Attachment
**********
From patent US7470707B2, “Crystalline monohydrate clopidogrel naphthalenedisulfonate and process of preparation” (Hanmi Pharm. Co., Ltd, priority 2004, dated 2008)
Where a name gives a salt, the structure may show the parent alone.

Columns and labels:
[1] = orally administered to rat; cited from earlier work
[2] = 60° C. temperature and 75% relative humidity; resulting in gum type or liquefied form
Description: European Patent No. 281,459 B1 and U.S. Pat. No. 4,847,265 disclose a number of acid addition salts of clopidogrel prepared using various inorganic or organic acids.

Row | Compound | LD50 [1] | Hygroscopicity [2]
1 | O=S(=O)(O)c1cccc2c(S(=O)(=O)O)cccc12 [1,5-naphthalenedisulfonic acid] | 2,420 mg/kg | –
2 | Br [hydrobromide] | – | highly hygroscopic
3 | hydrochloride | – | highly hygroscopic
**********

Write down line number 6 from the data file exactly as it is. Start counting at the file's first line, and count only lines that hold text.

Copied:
Description: European Patent No. 281,459 B1 and U.S. Pat. No. 4,847,265 disclose a number of acid addition salts of clopidogrel prepared using various inorganic or organic acids.